Target 12

8 years and counting for police officer disability case; taxpayers still paying salary

SOUTH KINGSTOWN, R.I. (WPRI)  -- It's been more than eight years since South Kingstown Police Officer Damon Borrelli was injured in a fender-bender and a confrontation, but after five accidental disability pension denials by the state, his case remains active.

It is currently the longest-running disability case of its kind by about two years, according to records reviewed by the Target 12 Investigators.

Neither Borrelli, who is now a practicing attorney, nor his attorney, Michael Lepizzera, would comment about the details of the dispute.

During the the eight-plus years since he last wore a South Kingstown badge, records we received from the town say Borrelli received full pay, plus contracted raises and bonuses for unused vacation and sick time, totaling just over $550,000, 

Lepizzera blamed delays in the process on the state retirement board, which operates under the auspices of the Rhode Island General Treasurer.

Evan England, the director of communications for the treasurer's office, said "Mr. Borrelli and his attorney have delayed the process at every step."

"The law states that accidental disability benefits should only be awarded to those with a work-related disability," England continued. "The Retirement Board ruled that Mr. Borrelli does not have a work-related disability, and this decision has been upheld through multiple appeals." 

On March 20, 2010, Borrelli was driving in an unmarked department sedan after working an "alcohol enforcement detail" when he was rear-ended, according to police reports. 

During a confrontation with the other driver, Borrelli alleged he was "slammed to the ground pretty hard" and hit multiple times. 

He has been listed on the South Kingstown Police Department roster under "job injury status" ever since.

Town manager Robert Zarnetske, who was hired in December, said the department has been "short-handed" since then.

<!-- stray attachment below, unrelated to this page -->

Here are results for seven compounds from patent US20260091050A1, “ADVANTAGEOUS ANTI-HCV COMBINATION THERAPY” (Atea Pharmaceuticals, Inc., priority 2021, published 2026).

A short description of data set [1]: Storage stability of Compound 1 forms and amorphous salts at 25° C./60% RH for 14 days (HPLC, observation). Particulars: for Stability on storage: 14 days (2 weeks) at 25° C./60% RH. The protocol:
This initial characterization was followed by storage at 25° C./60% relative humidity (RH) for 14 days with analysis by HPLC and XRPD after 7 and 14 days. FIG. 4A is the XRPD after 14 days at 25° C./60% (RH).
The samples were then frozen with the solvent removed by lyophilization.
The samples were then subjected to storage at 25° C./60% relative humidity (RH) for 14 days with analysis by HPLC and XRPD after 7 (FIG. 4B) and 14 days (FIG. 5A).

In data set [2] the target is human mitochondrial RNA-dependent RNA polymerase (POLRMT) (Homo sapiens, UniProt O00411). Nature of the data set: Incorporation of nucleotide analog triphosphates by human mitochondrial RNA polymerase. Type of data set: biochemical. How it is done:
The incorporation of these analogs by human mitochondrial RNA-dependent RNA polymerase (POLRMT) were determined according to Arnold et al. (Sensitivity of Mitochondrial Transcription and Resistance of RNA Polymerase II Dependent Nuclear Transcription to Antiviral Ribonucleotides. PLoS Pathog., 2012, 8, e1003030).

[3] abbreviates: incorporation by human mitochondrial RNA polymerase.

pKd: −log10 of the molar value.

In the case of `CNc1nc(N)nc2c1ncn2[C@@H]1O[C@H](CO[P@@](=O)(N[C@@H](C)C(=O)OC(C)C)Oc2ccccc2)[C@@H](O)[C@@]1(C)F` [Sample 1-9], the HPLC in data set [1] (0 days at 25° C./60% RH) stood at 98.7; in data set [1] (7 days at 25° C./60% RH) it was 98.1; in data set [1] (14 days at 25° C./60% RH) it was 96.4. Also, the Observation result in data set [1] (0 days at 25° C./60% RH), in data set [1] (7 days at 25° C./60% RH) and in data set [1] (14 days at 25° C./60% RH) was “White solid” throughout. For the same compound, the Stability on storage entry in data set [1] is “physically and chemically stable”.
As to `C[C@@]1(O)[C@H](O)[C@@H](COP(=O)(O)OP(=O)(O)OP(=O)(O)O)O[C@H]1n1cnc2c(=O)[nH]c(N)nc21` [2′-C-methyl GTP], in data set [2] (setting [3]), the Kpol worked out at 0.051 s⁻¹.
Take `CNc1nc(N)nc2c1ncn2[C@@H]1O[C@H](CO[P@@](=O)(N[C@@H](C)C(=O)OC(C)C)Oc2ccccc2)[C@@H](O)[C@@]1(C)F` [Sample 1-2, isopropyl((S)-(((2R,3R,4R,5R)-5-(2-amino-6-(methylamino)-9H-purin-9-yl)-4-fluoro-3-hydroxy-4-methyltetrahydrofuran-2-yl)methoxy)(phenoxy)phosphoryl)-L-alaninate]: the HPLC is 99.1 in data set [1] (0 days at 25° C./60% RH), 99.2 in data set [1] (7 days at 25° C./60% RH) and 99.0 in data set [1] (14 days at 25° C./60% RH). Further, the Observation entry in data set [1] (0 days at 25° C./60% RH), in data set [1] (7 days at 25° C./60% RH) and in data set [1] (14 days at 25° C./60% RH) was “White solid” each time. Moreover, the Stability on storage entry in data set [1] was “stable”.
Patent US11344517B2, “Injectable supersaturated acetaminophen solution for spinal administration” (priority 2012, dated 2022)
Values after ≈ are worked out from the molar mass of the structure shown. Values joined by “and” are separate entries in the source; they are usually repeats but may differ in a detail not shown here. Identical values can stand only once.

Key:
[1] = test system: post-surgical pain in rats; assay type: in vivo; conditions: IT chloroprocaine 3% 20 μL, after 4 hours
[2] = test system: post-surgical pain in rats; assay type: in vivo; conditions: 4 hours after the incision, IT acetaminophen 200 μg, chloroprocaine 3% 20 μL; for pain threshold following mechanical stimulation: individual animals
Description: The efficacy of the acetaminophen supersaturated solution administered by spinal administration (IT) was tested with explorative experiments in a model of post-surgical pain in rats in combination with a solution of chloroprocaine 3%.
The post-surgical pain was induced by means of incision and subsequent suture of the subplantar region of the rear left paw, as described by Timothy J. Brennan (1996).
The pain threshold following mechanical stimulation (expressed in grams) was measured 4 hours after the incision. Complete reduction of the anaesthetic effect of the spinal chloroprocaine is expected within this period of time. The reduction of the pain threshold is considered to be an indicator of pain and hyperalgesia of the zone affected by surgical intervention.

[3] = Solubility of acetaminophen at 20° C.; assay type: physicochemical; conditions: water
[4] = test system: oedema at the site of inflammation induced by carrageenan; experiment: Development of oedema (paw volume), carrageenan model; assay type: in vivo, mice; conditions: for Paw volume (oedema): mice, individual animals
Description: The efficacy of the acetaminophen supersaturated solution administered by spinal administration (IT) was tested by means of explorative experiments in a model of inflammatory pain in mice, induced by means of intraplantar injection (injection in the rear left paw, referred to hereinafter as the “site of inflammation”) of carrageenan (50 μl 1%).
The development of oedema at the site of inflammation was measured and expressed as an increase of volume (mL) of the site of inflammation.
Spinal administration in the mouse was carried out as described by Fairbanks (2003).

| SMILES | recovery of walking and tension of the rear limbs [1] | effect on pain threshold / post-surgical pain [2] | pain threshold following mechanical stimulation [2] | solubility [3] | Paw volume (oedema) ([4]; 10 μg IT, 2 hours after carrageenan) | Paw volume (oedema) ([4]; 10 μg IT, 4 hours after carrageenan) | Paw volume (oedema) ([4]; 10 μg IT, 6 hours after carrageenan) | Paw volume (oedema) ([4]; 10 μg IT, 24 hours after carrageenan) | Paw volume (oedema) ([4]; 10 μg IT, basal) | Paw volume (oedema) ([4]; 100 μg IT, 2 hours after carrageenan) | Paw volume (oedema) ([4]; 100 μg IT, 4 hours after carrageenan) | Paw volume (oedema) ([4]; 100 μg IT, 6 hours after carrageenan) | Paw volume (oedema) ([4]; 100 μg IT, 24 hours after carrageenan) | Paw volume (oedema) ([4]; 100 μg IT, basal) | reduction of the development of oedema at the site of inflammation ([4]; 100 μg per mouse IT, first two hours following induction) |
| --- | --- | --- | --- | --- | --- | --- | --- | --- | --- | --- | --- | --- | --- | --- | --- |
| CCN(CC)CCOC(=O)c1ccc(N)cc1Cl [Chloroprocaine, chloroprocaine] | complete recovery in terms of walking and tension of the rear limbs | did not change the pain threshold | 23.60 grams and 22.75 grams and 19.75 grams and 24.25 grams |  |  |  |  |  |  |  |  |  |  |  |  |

"This is an extremely long period of time. It's been over eight years," Zarnetske said. "We're down a man. Everyone else has to pitch in a little harder. It can take a toll on morale and the ability to plan." 

According to retirement board filings, Borrelli's first application for an accidental disability pension was filed in 2011, but it was incomplete.

Records show he re-filed 13 months later, stating his medical issue was  a "back injury and PTSD." 

Over the the next five years, he would be denied five times after filing multiple appeals.

About three years into the process, Borrelli claimed Post Traumatic Stress Disorder as the sole reason he could not return to work as a police officer.

The pension board filings indicate Borrelli has been examined by several doctors, picked independently by the state, with one concluding the officer "was disabled as a result of the accident," referring to the physical injuries.

But he concluded the PTSD claim "is without merit."

That doctor and one other stated that while Borrelli suffers from PTSD, the condition was pre-existing.  

Borrelli has submitted two "physician's statements" that said he "is disabled as a result of" the March 2010 accident.

A third doctor's statement submitted by Borrelli claimed he was not treated for PTSD until about a year after the accident, supporting the claim it was not a pre-existing condition.

England echoed the board's determination. 

"The Retirement Board does not believe Officer Borrelli has a work-related disability," England said. "The matter has been out of the hands of the Retirement Board since the final denial was issued two years ago."

After the case ran its course with the pension board, Borrelli took it to Superior Court and could eventually appeal it to the state Supreme Court if he loses.

The high court would have the option to consider it or pass.

If Borrelli runs out of legal options, the town would then have to decide whether or not to terminate his employment, which would take even more time. 

"I don't think anyone thought we'd be down a man and still with quite a ways away from a resolution," Zarnetske said. 

Over the years, Borrelli went to law school, passed the bar, and now has 31 open cases, according to court records. 

Zarnetske pointed out South Kingstown did not oppose his application but eight years later, he does question the process.

"We respect due process, but the wheels of justice need to move at an appropriate speed to ensure the taxpayers are protected," Zarnetske said.  

Borrelli potentially qualifies for a standard disability pension, which would pay him 50 percent of his salary, untaxed. The accidental disability pension pays 66 percent.

His pension case has been assigned to Associate Justice Joseph Montalbano, with a control date to potentially check on the status scheduled for next month. 

Send tips to Target 12 Investigator Walt Buteau at and follow him on Twitter @wbuteau

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